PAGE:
See the Church Congregation page here.

This is the spiel:

Who are the Christians in Britain today? On any given Sunday, there will be at least 2.5m people in churches of various sorts, but each congregation tends to be an island with little contact with others. So, we want you to share your photographs and videos of your own congregations, everywhere from converted units on an industrial estate to magnificent medieval cathedrals.

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A couple of years ago I saw a production of Soldier to Saint by RISE Theatre at a youth retreat. It is one of the most powerful Christian dramas I have ever seen, bringing to life – in a contemporary setting – the story of St Alban, our first martyr.

I was delighted to hear that the play is being revived again this summer, and on tour round the UK from 28th June – 12th July 2013. The reason I’m blogging now is not to invite you to the shows themselves (I’ll post the venues and dates later on), but to see if your parish might be interested in hosting one of the performances. It’s a wonderful opportunity for inspiring parishioners in their faith, and for evangelisation and outreach. All the details are below, with the contact email at the bottom.

After a successful London run in 2011, RISE Theatre is reviving its ground-breaking one-act play Soldier to Saint, bringing this challenging & thought-provoking drama to the very heart of your community!

It is the year 2020 and London is in crisis. As Christians are forced into hiding and rioting hits the streets, a soldier – John Alban, strikes an unlikely friendship with a fugitive priest, a friendship that could cost him his life.

For such a time as this, John Alban must now make a choice between his old way of life or following a new path – a path that will change his life forever.

Performed by RISE Theatre, Soldier to Saint brings to life the inspirational true story of Saint Alban, England’s first Christian martyr – a compelling tale of courage, friendship and sacrifice.

RISE Theatre would like to bring this inspirational play straight to your doorstep, offering your community a unique way to explore the journey to faith.

BOOK NOW: Limited Tour Dates available from 28th June – 12th July 2013.

If you would like to host Soldier to Saint at your church, or for more information on cost, please contact Stephen at info@risetheatre.co.uk

See there website here, which has a short video on the homepage, and more details about the tour.

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Every few months we hear about the impending death of television, how everyone has shifted to the internet, to social media, to Web 2.0, to Web 3.0… Yes, there are some shifts, but here in the UK we are watching far, far more TV than just a few years ago.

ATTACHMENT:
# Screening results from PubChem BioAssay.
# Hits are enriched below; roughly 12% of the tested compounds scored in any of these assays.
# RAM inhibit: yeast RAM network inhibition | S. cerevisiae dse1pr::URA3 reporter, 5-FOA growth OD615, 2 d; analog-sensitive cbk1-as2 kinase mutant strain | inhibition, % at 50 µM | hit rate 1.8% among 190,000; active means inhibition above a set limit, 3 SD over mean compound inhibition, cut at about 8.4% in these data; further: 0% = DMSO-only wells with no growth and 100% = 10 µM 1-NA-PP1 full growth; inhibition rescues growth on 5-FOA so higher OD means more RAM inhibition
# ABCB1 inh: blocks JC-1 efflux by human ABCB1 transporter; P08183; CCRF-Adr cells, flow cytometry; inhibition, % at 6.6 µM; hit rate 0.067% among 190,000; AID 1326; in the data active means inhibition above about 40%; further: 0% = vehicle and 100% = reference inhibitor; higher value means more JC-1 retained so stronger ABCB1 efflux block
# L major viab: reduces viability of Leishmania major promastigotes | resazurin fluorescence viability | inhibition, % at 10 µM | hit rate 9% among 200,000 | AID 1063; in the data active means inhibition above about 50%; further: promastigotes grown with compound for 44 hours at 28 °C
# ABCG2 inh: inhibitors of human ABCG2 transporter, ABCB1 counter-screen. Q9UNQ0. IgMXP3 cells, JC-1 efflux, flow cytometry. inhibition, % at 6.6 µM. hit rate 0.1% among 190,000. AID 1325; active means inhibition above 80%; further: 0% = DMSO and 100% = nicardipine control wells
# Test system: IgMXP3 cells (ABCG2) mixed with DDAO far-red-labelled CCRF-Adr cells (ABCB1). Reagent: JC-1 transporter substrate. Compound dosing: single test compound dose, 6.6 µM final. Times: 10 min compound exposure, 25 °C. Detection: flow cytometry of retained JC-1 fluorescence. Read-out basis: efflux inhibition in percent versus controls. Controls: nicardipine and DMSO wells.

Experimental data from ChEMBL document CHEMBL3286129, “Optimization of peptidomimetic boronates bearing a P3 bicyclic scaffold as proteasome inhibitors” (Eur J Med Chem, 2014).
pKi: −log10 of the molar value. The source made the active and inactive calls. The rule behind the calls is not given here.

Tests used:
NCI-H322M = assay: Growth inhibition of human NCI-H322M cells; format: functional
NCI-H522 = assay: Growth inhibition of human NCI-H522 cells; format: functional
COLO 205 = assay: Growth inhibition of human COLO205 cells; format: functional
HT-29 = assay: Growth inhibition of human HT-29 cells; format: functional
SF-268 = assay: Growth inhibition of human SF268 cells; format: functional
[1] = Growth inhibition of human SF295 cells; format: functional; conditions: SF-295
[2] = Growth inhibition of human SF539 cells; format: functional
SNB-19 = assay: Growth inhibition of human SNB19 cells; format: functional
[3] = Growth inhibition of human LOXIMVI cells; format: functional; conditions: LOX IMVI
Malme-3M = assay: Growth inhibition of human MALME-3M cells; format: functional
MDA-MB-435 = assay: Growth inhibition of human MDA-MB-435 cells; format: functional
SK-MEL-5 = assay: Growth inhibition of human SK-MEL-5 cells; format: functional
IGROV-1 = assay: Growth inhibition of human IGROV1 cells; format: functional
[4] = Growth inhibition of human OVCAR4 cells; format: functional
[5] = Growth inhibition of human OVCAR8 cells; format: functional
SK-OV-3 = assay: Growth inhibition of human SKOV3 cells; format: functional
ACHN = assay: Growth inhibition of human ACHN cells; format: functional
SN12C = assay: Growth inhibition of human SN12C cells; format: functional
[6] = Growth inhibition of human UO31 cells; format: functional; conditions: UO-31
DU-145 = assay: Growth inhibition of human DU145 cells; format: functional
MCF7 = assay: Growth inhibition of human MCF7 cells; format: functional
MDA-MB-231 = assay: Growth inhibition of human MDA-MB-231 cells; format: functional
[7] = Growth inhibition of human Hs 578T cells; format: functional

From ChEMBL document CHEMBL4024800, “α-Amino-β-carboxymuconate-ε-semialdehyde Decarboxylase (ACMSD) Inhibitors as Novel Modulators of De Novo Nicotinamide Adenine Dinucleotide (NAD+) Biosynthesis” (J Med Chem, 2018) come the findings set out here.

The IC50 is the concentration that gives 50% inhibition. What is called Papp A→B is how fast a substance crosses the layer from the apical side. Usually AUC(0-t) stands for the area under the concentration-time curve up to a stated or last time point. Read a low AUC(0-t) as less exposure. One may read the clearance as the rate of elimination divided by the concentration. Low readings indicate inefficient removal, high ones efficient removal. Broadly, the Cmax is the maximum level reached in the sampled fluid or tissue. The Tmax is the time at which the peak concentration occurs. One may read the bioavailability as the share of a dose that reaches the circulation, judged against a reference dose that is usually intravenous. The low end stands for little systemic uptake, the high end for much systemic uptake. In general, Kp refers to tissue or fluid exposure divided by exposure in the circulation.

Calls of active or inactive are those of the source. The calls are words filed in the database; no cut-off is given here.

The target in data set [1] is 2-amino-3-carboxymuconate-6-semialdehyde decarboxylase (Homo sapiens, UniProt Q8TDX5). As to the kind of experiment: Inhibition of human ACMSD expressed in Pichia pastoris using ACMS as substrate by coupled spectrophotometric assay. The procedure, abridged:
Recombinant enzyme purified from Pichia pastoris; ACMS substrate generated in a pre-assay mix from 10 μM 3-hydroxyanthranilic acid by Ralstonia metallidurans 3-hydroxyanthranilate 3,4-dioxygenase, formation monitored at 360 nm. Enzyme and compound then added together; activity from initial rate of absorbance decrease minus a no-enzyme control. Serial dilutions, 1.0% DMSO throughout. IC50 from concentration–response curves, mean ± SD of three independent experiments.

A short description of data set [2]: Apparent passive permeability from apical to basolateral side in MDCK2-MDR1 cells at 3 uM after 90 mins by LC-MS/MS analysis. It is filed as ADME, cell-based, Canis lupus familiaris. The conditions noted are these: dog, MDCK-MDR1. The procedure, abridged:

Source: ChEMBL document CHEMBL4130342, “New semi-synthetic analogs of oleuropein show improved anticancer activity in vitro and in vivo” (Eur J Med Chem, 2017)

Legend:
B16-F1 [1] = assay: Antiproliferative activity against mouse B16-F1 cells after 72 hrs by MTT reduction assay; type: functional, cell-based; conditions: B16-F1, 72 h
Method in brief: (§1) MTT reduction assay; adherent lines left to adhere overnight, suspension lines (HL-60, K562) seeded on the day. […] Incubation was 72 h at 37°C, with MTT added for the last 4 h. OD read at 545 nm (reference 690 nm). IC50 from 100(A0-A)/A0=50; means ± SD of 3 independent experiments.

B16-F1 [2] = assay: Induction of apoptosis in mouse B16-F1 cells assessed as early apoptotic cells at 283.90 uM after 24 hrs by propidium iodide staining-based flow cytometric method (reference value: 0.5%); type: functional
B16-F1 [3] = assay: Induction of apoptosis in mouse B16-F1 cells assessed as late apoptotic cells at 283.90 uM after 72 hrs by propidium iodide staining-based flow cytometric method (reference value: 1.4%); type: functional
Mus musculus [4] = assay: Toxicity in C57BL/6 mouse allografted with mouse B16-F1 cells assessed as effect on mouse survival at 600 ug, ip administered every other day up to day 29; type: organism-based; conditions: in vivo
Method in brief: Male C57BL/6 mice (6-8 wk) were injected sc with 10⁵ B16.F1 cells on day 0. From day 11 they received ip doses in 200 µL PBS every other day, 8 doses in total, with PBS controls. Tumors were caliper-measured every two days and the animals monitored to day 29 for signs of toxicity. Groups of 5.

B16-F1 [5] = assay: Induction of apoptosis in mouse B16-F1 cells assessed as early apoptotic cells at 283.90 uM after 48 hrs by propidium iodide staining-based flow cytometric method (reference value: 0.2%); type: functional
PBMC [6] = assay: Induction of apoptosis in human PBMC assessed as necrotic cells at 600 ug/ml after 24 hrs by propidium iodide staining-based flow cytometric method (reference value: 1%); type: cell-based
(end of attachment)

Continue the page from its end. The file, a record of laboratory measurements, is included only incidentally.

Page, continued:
tv head by ElAlispruz

You can read this recent report from TV Licensing.

Here is the key statistic:

We watch an average of 4 hours 2 minutes of TV a day, up from an average of 3 hours 36 minutes a day in 2006.

Four hours a day! This is an average day in the UK in 2013. Seems like a lot to me.

Here are some of the technological shifts:

  • We have fewer TVs: The average household now has 1.83 TV sets, down from an average of 2.3 sets in 2003.
  • But we’re watching more television on more devices: We watch an average of 4 hours 2 minutes of TV a day, up from an average of 3 hours 36 minutes a day in 2006. A TV Licence covers you to watch on any TV, mobile device or tablet in your home or on the move. In 2012, fewer than one per cent of us watch only time-shifted TV.
  • Premium TV features are on the rise: More than a third of the TV market value in 2012 was from sales of 3D TVs, and sales of jumbo screens (43 inch or more) increased 10 per cent in the past 12 months.
  • Social networks allow us to engage with each other in real-time like never before: 40 per cent of all tweets are about television shows between 6.30pm and 10pm.

So despite there being more devices and platforms, we are still gathering round the ‘hearth’ of a premium TV at the centre of the home. And instead of being completely absorbed in the entertainment experience, we are tweeting about what we are watching in real-time, which is probably no more than an extension of the chatter that would take place round the TV in previous generations.